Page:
Hawker foods to eat in Petaling Jaya, Malaysia

Petaling Jaya (PJ) is part of Greater Kuala Lumpur, but is really its own city. KL sits within Wilayah Persekutuan (Federal Territory) and is governed directly by the federal government whereas PJ is under state government. It’s all very confusing to an outsider like myself. Though I flew into KL International Airport, which technically isn’t even in KL (it’s in Sepang), this trip I spent all my time in PJ. I covered satay in detail in a previous post, and here are some further hawker foods to get acquainted with in PJ. All of these places are my brother-in-law’s (BH) favourites.

Nasi lemak is a breakfast dish, often available in banana leaf bungkus (pack) ready to go from wet markets, kopitiams (food courts) and curry houses. Nasi lemak is a simple idea, and when done well, is ridiculously good. The body of a good nasi lemak is the coconut rice, then you must have excellent sambal, crispy ikan bilis (anchovies), half a boiled egg and roasted peanuts. Sometimes the ikan bilis is cooked with the sambal, sometimes you get a couple slices of cucumber. The nasi lemak truck outside the condo complex we were staying offered up a myriad of other extras, such as fried chicken. Every nasi lemak I had was good, some were downright amazing. 

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Nasi lemak food truck

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A day trip to Melaka, Malaysia

Melaka (or Malacca) is a UNESCO heritage site situated an easy 2-hour drive south of Kuala Lumpur on the North-South Expressway. Since its founding in the 14th century by a Sumatran prince, Melaka became a very important port for centuries by the colonising Portuguese, Dutch and then the British. Port of Malacca and its sheltered bay provided a welcomed stopping point for the trade route between China and India. All these cultures, plus the arrival of the Chinese from British colonies created an intruiging melting pot in Melaka. One of these is the unique Peranakan (Straits Chinese) culture.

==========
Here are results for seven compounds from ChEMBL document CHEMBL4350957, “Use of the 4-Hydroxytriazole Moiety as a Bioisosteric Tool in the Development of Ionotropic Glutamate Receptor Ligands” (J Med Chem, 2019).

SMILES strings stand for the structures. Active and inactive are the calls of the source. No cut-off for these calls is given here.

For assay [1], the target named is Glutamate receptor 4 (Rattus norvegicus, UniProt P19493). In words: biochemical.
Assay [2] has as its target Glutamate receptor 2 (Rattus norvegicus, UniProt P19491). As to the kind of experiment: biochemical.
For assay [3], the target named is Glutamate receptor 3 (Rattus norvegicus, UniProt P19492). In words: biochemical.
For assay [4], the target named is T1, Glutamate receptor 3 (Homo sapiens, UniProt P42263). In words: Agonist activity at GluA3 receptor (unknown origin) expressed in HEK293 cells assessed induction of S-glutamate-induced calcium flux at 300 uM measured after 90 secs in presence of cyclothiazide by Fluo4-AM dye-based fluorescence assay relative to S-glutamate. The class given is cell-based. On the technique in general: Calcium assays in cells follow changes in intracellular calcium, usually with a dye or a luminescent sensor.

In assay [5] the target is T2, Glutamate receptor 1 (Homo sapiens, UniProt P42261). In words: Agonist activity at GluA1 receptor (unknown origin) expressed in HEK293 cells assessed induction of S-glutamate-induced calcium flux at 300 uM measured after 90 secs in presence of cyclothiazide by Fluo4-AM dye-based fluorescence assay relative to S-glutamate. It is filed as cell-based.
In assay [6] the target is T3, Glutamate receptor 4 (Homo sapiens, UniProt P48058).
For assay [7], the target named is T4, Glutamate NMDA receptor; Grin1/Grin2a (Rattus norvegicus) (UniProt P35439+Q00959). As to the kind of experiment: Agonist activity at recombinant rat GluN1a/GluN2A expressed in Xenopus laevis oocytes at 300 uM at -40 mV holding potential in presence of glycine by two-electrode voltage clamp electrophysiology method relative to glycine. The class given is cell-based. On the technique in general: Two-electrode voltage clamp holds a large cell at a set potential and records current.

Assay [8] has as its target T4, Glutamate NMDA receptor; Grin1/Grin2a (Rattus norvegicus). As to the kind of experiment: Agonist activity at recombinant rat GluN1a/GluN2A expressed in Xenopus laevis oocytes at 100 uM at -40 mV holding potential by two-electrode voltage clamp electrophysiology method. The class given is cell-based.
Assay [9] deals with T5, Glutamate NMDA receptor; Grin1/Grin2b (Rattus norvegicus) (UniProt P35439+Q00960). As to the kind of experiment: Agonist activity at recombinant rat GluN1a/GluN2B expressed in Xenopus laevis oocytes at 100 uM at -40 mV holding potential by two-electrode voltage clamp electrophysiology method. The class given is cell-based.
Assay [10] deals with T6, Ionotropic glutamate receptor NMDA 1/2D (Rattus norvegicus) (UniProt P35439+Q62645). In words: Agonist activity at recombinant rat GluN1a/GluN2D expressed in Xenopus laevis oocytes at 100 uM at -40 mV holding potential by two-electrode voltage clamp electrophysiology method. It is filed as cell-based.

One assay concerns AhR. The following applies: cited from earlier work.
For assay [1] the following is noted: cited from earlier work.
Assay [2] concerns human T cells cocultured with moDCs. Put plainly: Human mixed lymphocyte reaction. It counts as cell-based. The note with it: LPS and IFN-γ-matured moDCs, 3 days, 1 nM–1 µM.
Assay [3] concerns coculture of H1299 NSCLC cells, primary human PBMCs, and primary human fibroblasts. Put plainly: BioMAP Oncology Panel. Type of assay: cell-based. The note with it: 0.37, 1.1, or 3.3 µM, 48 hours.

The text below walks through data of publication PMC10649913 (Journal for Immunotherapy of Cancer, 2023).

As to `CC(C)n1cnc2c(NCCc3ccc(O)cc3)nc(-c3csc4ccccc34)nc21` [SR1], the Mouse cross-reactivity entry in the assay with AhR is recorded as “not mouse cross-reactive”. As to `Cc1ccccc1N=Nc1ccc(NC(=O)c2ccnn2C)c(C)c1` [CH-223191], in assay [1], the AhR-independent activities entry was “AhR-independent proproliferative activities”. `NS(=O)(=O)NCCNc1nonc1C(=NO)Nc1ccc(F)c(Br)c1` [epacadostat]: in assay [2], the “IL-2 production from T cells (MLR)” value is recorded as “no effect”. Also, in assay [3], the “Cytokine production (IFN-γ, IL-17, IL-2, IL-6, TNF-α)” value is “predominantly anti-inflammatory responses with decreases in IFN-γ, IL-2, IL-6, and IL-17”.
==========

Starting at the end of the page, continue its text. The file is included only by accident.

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Where to eat satay in Petaling Jaya and Subang Jaya, Malaysia

When I am looking for local fast food in West Malaysia, it’s a toss-up between roti or satay. Both are delicious, and both provide a fun spectacle. Watching the Mamak chef deftly twirling his roti is exciting, but there’s something hypnotic about watching a satay maestro basting and fanning sizzling skewered meats over hot charcoal.

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Satay is dinner fare at the hawker centres, but if you crave satay for lunch, head to one of the many outlets of Sate Kajang Haji Samuri. Kajang, a town 21km west of Kuala Lumpur, is famous for satay. History has it that satay was brought to Kajang from Java where it was given a local flavour and became very popular. Haji Samuri started in Kajang in 1960 and has become synonymous with satay in the state of Selangor and beyond. Their tagline translates to ‘For the real taste of satay kajang’. Continue reading

Food finds in Coromandel

I have fond silly memories of the Coromandel region. My very good friend Gen and I embarked on a road trip when we were fresh graduates, where we wore commemorative toe rings (yes, really), got completely lost (who knew we were both so deficient at reading maps) and ogled the hunky waiter at a café in Coromandel township.

Cathedral Cove

15 odd years later, I finally made a return visit. This time sans toe rings, and with a spouse who knows the area.

Hot Waves Café
BL’s cycling trips in the Coromandel always included a meal at the very cozy and welcoming Hot Waves Café. Hot Waves Café is right beside the famed Hot Water Beaches, where you can dig your own hot pool at the junction of where the hot springs meets the seawater. Continue reading